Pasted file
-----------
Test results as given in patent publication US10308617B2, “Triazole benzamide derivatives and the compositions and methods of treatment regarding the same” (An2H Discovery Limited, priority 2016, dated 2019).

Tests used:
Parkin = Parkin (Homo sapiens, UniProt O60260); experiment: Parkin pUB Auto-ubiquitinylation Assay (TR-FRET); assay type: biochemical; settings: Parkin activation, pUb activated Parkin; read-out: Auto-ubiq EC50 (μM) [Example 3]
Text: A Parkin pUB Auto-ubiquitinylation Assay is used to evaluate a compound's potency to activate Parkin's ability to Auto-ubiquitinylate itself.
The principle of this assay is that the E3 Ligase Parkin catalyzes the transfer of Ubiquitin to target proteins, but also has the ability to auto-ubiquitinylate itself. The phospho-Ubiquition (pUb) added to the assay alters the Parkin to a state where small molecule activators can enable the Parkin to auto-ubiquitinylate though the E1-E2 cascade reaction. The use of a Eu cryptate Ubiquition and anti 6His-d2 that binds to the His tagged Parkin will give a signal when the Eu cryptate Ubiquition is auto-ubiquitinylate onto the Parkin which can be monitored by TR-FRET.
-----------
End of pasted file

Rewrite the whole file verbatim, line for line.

Test results as given in patent publication US10308617B2, “Triazole benzamide derivatives and the compositions and methods of treatment regarding the same” (An2H Discovery Limited, priority 2016, dated 2019).

Tests used:
Parkin = Parkin (Homo sapiens, UniProt O60260); experiment: Parkin pUB Auto-ubiquitinylation Assay (TR-FRET); assay type: biochemical; settings: Parkin activation, pUb activated Parkin; read-out: Auto-ubiq EC50 (μM) [Example 3]
Text: A Parkin pUB Auto-ubiquitinylation Assay is used to evaluate a compound's potency to activate Parkin's ability to Auto-ubiquitinylate itself.
The principle of this assay is that the E3 Ligase Parkin catalyzes the transfer of Ubiquitin to target proteins, but also has the ability to auto-ubiquitinylate itself. The phospho-Ubiquition (pUb) added to the assay alters the Parkin to a state where small molecule activators can enable the Parkin to auto-ubiquitinylate though the E1-E2 cascade reaction. The use of a Eu cryptate Ubiquition and anti 6His-d2 that binds to the His tagged Parkin will give a signal when the Eu cryptate Ubiquition is auto-ubiquitinylate onto the Parkin which can be monitored by TR-FRET.